Study objectives: Numerous indexes derived from polysomnography are available to characterize sleep-disordered breathing, with no consensus over which measures best predict clinical outcomes. This study addresses the relative merits of using alternative polysomnography indexes by characterizing the consistency and strength of the association of each index with blood pressure and hypertension.
Design: Cross-sectional analyses of the association of alternative polysomnography indexes with blood pressure and hypertension were performed in construction and validation data sets. Linear and logistic regression models were used to identify the best variable sets.
Patients: Data were obtained from 6433 men and women (age 62.9 +/- 11.0 years, 52.8% women) who participated in the Sleep Heart Health Study.
Results: In multivariable models, most indexes showed weak linear associations with systolic, with slightly stronger associations for diastolic blood pressure, and the log odds of hypertension. No single index showed consistent superiority over others. Systolic blood pressure, diastolic blood pressure, and hypertension each were associated with distinct sets of polysomnography variables. Slightly more-consistent associations were demonstrated for indexes that included hypopneas that were linked with either a 3% or 4% desaturation level than indexes that did not require hypopneas to have linked desaturation. For indexes that combined apneas and hypopneas, there was no evidence that linking obstructive apneas to desaturation or arousal altered prediction compared with counting all apneas.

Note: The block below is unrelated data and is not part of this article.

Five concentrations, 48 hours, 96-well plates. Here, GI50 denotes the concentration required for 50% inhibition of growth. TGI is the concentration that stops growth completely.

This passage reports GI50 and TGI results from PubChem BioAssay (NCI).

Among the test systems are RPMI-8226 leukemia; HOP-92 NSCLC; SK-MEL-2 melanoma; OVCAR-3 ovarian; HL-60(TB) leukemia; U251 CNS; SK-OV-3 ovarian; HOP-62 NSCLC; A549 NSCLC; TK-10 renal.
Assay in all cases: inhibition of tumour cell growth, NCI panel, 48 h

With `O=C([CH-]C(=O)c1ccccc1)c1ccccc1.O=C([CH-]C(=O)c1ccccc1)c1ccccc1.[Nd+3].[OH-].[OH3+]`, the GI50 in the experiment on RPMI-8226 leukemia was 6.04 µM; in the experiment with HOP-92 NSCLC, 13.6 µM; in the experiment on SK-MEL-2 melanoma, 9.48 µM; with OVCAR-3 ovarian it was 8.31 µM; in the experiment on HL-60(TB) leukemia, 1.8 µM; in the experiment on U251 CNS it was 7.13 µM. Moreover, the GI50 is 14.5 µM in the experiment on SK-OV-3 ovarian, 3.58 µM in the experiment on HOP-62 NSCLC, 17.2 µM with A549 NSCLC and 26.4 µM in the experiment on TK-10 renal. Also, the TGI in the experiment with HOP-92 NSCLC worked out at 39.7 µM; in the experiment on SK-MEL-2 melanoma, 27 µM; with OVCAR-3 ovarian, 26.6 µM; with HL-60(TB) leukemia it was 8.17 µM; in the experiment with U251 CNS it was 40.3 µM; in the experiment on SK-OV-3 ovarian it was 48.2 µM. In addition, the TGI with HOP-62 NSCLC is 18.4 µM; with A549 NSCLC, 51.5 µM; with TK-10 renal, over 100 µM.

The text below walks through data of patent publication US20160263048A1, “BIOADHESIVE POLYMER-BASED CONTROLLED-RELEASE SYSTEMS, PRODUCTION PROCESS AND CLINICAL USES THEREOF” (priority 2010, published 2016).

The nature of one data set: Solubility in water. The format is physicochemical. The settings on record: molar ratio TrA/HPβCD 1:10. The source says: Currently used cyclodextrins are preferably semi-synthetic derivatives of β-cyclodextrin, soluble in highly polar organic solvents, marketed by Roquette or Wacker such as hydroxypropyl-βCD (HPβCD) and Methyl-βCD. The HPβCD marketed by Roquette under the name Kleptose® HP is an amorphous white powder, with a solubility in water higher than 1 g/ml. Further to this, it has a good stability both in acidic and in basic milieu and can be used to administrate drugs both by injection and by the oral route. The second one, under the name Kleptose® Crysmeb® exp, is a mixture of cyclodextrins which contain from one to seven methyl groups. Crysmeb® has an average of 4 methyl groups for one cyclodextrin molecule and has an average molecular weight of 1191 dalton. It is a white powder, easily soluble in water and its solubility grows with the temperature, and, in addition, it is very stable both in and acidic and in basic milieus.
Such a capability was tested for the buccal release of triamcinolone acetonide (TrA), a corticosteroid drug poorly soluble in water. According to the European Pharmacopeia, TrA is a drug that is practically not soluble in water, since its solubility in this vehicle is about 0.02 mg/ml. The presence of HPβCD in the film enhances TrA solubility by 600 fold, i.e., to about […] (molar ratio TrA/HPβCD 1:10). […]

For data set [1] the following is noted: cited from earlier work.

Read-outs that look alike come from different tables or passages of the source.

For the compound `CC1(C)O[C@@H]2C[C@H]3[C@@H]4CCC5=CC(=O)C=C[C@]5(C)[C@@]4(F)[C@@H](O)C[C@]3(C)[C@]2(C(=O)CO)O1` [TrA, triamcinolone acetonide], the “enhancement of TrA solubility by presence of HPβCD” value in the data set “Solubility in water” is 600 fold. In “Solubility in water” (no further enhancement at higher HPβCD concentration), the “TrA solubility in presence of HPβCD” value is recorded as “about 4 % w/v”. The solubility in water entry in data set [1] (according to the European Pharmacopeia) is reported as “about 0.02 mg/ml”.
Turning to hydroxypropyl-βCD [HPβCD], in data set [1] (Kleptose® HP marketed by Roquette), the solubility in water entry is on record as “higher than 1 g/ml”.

Conclusion: In summary, using a rigorous cross-validation assessment, we did not identify a clear superiority of any single index for blood pressure or hypertension prediction. Detailed analyses of alternative definitions of the respiratory disturbance index support current scoring guidelines, where desaturation criteria are recommended for hypopneas but not apneas.